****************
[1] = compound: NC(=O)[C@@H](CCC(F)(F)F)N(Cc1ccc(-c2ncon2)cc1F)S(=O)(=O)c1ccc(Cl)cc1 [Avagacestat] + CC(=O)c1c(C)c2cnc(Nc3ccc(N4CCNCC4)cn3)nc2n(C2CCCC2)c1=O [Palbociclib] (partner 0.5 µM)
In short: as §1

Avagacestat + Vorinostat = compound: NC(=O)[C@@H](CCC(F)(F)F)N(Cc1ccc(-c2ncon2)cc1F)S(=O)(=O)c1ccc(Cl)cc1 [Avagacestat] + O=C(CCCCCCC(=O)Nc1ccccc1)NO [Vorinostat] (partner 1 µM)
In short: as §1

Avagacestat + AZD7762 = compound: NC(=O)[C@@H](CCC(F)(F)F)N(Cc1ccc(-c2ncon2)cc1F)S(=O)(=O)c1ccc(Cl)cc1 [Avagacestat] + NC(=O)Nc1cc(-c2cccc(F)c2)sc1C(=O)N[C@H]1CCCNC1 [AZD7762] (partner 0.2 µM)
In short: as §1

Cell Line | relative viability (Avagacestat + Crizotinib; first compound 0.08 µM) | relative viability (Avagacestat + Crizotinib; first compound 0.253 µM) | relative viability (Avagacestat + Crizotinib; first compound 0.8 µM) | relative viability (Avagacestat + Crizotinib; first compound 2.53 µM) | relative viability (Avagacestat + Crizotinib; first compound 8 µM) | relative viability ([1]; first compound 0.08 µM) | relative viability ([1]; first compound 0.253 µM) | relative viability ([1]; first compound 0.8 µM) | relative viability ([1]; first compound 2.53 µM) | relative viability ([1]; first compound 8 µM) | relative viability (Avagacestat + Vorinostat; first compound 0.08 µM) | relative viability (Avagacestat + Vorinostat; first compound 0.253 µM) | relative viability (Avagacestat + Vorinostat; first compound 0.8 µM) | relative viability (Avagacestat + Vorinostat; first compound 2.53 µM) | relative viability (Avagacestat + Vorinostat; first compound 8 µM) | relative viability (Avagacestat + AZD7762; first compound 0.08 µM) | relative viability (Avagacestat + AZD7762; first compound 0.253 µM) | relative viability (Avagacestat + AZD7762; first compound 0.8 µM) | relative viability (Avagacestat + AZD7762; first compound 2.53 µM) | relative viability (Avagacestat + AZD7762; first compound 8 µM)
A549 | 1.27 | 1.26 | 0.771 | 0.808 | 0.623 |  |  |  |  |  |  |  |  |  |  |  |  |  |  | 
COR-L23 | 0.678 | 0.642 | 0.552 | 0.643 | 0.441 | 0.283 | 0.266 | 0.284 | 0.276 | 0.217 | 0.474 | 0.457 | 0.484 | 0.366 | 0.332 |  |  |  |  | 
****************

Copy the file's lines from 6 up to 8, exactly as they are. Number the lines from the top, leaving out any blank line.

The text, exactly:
In short: as §1

Cell Line | relative viability (Avagacestat + Crizotinib; first compound 0.08 µM) | relative viability (Avagacestat + Crizotinib; first compound 0.253 µM) | relative viability (Avagacestat + Crizotinib; first compound 0.8 µM) | relative viability (Avagacestat + Crizotinib; first compound 2.53 µM) | relative viability (Avagacestat + Crizotinib; first compound 8 µM) | relative viability ([1]; first compound 0.08 µM) | relative viability ([1]; first compound 0.253 µM) | relative viability ([1]; first compound 0.8 µM) | relative viability ([1]; first compound 2.53 µM) | relative viability ([1]; first compound 8 µM) | relative viability (Avagacestat + Vorinostat; first compound 0.08 µM) | relative viability (Avagacestat + Vorinostat; first compound 0.253 µM) | relative viability (Avagacestat + Vorinostat; first compound 0.8 µM) | relative viability (Avagacestat + Vorinostat; first compound 2.53 µM) | relative viability (Avagacestat + Vorinostat; first compound 8 µM) | relative viability (Avagacestat + AZD7762; first compound 0.08 µM) | relative viability (Avagacestat + AZD7762; first compound 0.253 µM) | relative viability (Avagacestat + AZD7762; first compound 0.8 µM) | relative viability (Avagacestat + AZD7762; first compound 2.53 µM) | relative viability (Avagacestat + AZD7762; first compound 8 µM)
A549 | 1.27 | 1.26 | 0.771 | 0.808 | 0.623 |  |  |  |  |  |  |  |  |  |  |  |  |  |  | 